At least in this one, though, Frank James (Tim Abell) is billed above Jesse and is definitely the boss. Jesse (George Stults) is wild and headstrong but defers to Frank. I didn’t know Mr Abell or Mr Stults. I don’t think they are leading figures of the Western genre. Perhaps they are in T & A.
Frank’s the boss
Top billing, though, went to Peter Fonda, as ‘Marshal Kane’ – though no Gary Cooper he – but it was almost one of those vanity cameos, to get his name and photo on the DVD box, because he only appears briefly three times, to say his lines dutifully. His deputy does the actual work. It’s Deputy Burdette (Anthony Tyler Quinn, looking ever so slightly like Jack Palance).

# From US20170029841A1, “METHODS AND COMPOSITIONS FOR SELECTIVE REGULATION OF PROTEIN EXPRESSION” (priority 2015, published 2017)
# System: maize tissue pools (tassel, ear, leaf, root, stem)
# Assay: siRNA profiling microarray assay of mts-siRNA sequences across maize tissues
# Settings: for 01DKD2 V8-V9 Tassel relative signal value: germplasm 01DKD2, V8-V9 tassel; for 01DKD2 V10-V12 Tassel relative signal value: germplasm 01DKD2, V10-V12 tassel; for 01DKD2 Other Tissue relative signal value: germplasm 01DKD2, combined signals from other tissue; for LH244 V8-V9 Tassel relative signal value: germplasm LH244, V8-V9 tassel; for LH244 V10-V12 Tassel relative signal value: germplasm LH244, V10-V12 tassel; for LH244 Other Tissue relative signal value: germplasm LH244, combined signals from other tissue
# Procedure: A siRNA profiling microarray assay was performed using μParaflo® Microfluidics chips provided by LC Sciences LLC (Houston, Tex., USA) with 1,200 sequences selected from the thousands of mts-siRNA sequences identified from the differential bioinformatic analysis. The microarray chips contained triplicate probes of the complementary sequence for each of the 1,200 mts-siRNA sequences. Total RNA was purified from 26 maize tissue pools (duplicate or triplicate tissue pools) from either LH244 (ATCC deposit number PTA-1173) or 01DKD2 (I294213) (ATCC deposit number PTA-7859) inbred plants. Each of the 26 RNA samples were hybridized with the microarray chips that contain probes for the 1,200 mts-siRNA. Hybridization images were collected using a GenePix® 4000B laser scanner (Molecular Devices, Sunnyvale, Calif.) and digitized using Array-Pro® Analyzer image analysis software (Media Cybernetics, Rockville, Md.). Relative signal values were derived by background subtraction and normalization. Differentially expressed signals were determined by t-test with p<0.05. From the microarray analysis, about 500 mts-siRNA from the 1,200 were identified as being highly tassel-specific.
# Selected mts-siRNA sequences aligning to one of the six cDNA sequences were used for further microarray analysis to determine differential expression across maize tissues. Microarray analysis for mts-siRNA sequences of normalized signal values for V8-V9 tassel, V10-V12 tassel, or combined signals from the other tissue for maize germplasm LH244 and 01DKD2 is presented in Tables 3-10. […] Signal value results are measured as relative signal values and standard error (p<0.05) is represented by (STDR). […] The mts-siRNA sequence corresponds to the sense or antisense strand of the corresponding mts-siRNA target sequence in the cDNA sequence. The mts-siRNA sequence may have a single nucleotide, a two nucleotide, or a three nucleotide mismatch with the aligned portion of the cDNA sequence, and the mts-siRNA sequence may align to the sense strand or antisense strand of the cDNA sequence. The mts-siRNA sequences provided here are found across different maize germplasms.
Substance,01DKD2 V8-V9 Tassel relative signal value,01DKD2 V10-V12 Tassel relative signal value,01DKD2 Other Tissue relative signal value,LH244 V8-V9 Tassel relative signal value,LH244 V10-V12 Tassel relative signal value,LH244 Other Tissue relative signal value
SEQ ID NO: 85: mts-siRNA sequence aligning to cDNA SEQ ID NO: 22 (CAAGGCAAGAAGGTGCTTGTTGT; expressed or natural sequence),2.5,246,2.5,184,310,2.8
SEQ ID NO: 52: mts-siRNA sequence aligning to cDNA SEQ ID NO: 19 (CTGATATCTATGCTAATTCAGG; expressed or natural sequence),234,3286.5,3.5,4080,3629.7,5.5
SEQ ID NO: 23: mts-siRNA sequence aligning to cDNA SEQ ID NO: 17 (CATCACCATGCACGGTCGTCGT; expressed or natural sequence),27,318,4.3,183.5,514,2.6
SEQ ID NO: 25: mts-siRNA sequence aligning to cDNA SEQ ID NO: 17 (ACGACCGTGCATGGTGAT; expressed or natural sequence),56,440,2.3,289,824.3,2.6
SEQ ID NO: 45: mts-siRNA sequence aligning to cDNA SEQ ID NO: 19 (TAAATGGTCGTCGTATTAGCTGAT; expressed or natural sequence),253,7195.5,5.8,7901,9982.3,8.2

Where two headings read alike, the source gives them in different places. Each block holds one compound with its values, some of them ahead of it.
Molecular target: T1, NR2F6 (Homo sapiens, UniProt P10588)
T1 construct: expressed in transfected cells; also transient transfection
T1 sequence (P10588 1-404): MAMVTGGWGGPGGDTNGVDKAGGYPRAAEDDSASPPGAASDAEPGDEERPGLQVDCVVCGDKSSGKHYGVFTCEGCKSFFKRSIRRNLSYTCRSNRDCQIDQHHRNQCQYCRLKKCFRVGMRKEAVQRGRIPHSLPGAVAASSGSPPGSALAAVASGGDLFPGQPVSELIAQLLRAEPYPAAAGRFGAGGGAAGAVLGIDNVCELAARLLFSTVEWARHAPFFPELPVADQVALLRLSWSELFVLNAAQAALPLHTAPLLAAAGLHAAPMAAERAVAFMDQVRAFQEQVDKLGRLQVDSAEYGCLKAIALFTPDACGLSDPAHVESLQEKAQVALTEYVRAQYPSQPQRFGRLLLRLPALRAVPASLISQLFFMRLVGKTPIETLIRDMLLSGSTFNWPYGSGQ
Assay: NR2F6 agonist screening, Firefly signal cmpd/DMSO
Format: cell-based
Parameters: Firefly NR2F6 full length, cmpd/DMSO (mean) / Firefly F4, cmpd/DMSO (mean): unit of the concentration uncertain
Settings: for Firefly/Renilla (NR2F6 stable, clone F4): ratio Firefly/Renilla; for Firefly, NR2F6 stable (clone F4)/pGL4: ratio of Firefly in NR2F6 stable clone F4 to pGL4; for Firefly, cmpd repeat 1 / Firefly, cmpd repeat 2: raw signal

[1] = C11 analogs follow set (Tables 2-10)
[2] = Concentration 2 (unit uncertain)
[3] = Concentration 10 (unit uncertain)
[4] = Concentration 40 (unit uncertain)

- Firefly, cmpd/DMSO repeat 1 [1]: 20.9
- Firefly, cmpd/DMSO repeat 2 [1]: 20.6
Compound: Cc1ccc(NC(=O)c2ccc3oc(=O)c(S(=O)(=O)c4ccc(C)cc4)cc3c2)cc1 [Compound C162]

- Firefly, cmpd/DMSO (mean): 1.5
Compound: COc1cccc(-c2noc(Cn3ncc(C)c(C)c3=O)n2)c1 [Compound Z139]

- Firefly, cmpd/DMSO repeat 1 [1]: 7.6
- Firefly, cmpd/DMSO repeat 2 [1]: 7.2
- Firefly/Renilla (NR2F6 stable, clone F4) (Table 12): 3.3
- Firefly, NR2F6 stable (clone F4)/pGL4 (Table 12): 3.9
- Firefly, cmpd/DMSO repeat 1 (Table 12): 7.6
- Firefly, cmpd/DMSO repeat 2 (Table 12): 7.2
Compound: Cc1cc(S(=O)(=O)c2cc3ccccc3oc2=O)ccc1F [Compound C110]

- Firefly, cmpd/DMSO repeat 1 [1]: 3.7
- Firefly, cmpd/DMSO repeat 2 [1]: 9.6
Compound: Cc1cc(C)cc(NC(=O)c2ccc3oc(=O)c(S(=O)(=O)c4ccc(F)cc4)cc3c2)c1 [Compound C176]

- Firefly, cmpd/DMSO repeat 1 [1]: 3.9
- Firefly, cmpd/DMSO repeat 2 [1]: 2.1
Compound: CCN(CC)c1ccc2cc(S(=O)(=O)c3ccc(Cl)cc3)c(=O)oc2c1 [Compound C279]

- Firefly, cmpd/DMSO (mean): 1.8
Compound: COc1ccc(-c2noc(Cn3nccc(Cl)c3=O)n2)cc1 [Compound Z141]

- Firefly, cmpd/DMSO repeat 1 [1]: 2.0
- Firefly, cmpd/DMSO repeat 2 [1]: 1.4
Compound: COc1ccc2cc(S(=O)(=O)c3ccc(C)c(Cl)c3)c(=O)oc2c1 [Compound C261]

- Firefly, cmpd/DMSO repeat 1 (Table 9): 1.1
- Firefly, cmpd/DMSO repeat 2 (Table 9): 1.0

Frank and Jesse stop in at a church where the pastor (not sure of the actor) and his granddaughter Mary (Lauren Eckstrom, very 21st century in appearance and diction), both Southern sympathizers, give them shelter. Mary digs the bullet out of Jesse’s shoulder, which seems to cure him immediately.